Awakened from deep sleep, I lay on bed for a couple of seconds trying to figure out what the commotion was all about. The rest of the family was already up, and their buzzing voices came floating into my room. Everyone seemed to be talking together and I could not make out a word. Stumbling out of bed with half open eyes, I stepped out. The noise was coming from my parents’ room, where everyone seemed to have gathered. Had mom fallen ill? The thought was immediately put to rest as I saw everyone perched on her bed, looking out of the window that is situated just adjacent to the bed. The window curtains were drawn open.
I looked at the watch and was surprised to see it was just 12.30 AM. Oh! Not all that late. On second thoughts, it is quite late for Shillong. The sun sets earlier in the hills and consequently the evenings are longer, unlike Bangalore.
“What’s going on?”, I asked. No response. People were engrossed peering out of the window. I joined them. All the drama was happening in our neighbouring house. Several people had collected in their open garage that had three cars parked. As the scene unfolded before my sleepy eyes, I was finally able to make sense of the confusion.
A petty thief had broken into their compound, smashed the window of a van, and had tried getting his hands onto the car stereo. The thief had also filled a sack with things like toffees, chips, and biscuits. Those were things stacked in the car to be taken to the grocery shop owned by one of the tenants living in that house.
The thief wasn’t smart enough and was nabbed by the people in the neighbourhood, while he tried to flee. We could clearly see the thief through the window. He was petite and frail. His demeanor quite effectively drew our collective sympathies towards him. A lot of people from the neighbourhood had collected around the thief, who in turn was held tight by two other people. We wished they would let him go with a warning. Our neighbours, however, called the police and the thief was handcuffed away in a matter of time.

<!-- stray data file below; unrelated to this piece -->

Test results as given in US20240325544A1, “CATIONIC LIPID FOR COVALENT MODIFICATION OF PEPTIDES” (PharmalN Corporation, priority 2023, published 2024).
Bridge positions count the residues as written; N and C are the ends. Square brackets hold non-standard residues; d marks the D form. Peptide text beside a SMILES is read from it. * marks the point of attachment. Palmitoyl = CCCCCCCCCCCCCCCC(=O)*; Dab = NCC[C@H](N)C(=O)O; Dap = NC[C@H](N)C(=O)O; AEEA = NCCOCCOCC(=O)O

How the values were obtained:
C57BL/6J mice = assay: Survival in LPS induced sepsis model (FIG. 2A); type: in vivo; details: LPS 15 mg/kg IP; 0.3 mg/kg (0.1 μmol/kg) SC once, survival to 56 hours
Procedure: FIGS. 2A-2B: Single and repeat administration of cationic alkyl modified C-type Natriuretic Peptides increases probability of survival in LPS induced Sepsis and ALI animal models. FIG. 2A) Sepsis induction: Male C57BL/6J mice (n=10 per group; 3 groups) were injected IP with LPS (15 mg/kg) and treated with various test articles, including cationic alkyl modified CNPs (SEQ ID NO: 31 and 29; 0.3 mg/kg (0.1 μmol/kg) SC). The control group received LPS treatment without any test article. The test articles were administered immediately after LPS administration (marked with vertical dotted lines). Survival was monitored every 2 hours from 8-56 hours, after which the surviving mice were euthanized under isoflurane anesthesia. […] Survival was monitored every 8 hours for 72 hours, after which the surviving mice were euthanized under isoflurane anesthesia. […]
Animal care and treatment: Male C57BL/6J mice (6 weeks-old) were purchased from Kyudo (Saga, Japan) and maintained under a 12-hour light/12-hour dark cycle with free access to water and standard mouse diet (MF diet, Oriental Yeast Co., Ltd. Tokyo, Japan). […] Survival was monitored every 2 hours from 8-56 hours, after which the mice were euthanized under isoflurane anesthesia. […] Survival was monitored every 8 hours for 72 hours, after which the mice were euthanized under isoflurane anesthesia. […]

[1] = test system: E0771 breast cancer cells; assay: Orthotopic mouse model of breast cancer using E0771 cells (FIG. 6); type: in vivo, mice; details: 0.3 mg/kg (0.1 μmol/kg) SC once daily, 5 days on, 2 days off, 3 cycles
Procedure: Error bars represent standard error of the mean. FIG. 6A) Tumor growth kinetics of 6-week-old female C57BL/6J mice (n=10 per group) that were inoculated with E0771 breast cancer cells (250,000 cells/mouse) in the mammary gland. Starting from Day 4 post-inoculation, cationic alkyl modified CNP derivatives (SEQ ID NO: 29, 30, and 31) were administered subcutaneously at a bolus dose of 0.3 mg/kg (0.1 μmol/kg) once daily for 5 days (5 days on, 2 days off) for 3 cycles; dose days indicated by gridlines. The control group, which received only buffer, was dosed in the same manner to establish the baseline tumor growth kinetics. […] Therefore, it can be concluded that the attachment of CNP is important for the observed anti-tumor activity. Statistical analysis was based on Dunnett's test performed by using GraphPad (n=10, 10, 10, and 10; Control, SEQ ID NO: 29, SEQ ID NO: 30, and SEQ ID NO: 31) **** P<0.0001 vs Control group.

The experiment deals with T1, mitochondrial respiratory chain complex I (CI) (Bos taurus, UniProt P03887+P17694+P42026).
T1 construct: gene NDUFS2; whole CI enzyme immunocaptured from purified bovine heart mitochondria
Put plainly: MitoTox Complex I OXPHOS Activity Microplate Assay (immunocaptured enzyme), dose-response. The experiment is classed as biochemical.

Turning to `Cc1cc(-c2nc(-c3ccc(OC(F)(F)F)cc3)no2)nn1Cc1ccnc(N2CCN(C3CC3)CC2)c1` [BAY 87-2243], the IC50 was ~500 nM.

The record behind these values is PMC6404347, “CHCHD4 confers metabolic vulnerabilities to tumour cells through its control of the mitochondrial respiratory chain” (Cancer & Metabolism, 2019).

The commotion died down and we went back to bed. My sleep had disappeared by now and I continued to feel sorry for the thief. My thoughts drifted towards my home in Bangalore. There I live in a flat in an apartment, which is very different from my parents’ home in Shillong. They live in an independent house surrounded by other independent houses in the neighbourhood. There are striking differences between the two set ups. The petty thief drama is a case in point. A petty thief may never be able to break into an apartment with all the security paraphernalia – security guards, CCTV cameras etc. Robberies or other complicated crimes do happen but not petty thefts. At least, I haven’t heard of any.
My thoughts took off into comparing life in big cities with that of small towns. What one has, the other lacks and vice versa. I dozed off speculating the hits and misses while trying to decide which one is more preferable than the other. I think I know my preference though.